Josie put both hands on her heart. "Furthest thing from my mind," she assured me.

I opened the door. "I still think it's a bad idea," I told her. "But I know better than to try to talk you out of anything."


"Think of a number," Josie said, settling down on a stool behind the counter. "Any number between one and ten."

"All right," Amanda said, drawing herself up. "I've got one."

Josie closed her eyes and made a humming noise.

"What the heck are you doing?" Amanda asked.

"Shhh. Transferring. Very delicate," Josie said without opening her eyes. She returned to humming, and even rested her fingers on her forehead, as though concentrating very intently.

Amanda made a squidgy face at me, as though I was somehow responsible.

"Transferring," I reassured her. "Delicate stuff."

"Look," Amanda protested, "If you think I'm just going to stand here while you..."

"Finished," Josie announced suddenly, snapping her eyes open. "What number were you thinking of?"

"Can't you read my mind?" Amanda asked sarcastically.

"Sure. But then I'd not only see the number, but I'd know why you follow Todd Raskin around like a puppy. And frankly that's something I'd rather not learn."

Amanda was really getting a really good workout of her squidgy muscles.

"Anyway, that would be an invasion of privacy," Josie continued. "So instead of reading your mind, I've magically transferred the information, which I'll explain in a moment. Now, what was your number?"

Amanda looked at me as if asking permission, so I nodded.


"Ah," Josie said. "Ah, yes. Five. Yes. Now if you wouldn't mind looking on the bottom of the placemat, which you've been leaning on this whole time?"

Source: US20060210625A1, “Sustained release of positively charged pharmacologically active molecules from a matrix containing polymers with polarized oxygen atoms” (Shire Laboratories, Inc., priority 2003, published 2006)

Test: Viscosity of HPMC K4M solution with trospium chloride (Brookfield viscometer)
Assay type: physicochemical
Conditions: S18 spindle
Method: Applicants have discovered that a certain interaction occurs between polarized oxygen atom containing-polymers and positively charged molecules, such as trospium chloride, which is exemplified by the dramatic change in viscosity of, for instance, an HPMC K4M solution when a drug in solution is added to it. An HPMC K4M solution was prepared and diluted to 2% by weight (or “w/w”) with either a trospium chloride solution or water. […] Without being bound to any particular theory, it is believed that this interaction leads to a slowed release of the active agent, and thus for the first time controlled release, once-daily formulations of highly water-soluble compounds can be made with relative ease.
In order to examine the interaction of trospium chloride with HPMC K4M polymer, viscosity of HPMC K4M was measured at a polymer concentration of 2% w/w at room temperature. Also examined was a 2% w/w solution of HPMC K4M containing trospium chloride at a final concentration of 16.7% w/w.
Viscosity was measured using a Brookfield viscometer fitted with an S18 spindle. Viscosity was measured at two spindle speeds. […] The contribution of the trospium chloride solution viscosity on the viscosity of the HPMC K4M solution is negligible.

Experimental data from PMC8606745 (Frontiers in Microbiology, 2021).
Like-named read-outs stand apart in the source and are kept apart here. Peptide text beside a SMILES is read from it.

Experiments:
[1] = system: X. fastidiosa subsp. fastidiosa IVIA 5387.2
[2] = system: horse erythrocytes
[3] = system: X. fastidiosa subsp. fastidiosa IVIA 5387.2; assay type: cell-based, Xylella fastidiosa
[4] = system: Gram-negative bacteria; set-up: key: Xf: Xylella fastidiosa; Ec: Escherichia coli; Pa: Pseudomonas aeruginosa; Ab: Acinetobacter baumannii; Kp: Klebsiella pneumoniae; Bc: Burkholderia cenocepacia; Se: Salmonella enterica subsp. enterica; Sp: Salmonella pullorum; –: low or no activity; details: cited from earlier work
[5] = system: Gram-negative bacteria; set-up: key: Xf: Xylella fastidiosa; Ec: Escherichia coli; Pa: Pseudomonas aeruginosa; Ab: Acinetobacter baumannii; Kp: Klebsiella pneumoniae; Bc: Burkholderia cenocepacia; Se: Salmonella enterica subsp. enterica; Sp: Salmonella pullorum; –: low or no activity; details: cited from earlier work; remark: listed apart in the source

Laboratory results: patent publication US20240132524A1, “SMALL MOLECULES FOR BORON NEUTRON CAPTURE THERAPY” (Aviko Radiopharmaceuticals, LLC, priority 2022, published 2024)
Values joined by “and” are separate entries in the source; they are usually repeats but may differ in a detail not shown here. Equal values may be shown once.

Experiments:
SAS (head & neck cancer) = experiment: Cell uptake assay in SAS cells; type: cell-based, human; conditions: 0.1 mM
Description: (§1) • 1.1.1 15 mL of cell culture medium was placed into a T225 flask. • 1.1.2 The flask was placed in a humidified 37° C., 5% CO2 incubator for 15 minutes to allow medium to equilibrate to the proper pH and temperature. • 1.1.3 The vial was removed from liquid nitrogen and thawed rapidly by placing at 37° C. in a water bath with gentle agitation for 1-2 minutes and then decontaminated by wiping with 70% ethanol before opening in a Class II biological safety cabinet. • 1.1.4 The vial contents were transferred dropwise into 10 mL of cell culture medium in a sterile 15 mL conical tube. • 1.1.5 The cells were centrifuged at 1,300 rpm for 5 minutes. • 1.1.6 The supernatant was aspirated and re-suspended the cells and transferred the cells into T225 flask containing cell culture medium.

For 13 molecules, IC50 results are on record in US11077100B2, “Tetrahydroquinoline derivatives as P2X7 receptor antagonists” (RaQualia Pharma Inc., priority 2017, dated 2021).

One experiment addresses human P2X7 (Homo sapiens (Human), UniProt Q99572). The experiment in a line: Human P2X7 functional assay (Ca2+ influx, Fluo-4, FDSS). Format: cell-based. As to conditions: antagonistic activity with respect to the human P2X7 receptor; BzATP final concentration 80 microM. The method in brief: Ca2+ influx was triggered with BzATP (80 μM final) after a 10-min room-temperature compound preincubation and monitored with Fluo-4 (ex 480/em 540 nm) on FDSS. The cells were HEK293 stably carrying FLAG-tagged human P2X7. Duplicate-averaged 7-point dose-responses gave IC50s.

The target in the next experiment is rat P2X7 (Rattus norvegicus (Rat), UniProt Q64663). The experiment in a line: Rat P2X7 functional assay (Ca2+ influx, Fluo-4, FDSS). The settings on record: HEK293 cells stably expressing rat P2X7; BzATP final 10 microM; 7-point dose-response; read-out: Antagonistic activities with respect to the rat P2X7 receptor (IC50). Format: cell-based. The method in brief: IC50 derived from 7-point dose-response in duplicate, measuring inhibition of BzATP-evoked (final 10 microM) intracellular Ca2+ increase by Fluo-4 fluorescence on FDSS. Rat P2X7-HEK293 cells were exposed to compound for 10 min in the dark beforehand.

Amanda pulled her hands away from the placemat suspiciously, then flipped it over. Written on the bottom was an enormous "five."

"How did you....?"

Josie made a show of blowing on her nails. "Magic," she answered smugly.

Amanda poked at the placemat a few times, as though making sure it was real. When she put it back on the counter she had a very different expression.

"Wow. Maybe... wow," she said.

"No hard feelings," Josie said, shaking Amanda's limp hand vigorously. "I'll check in with the Powers That Bee about fixing the spelling computer." (I'm pretty sure Amanda didn't appreciate the pun.) "Don't be a stranger."

Amanda swallowed hard, but didn't say anything.

Of course, Josie always pushed everything too far. "At least, no stranger than you already are," she added, for which I kicked her under the table. Amanda slowly moved towards the door without really paying attention, as if she were sleepwalking.

"Sure you don't want to buy some art supplies while you're here?" I blurted out before Amanda left. Josie glared at me and shook her head "no," but I thought she just didn't feel like running the cash register. "We've got a half-price sale on Velvet Elvis and stuff," I added.

Amanda wandered back to the counter in a daze. "I was wondering what this gesso stuff was...," she mumbled. She picked up a jumbo-size can from the counter and turned it over in her hands. Josie made a holding-her-breath noise.

Suddenly Amanda looked awake again. Her eyes narrowed to their usual Doberman-pincher-in-a-bad-mood size, as she turned the can upside-down and replaced it on the counter.

Written on the bottom of the can in huge black marker was the number six.

How did Josie (almost) seem to know what number Amanda would guess ahead of time? See "Number Transference" on the page with all the answers.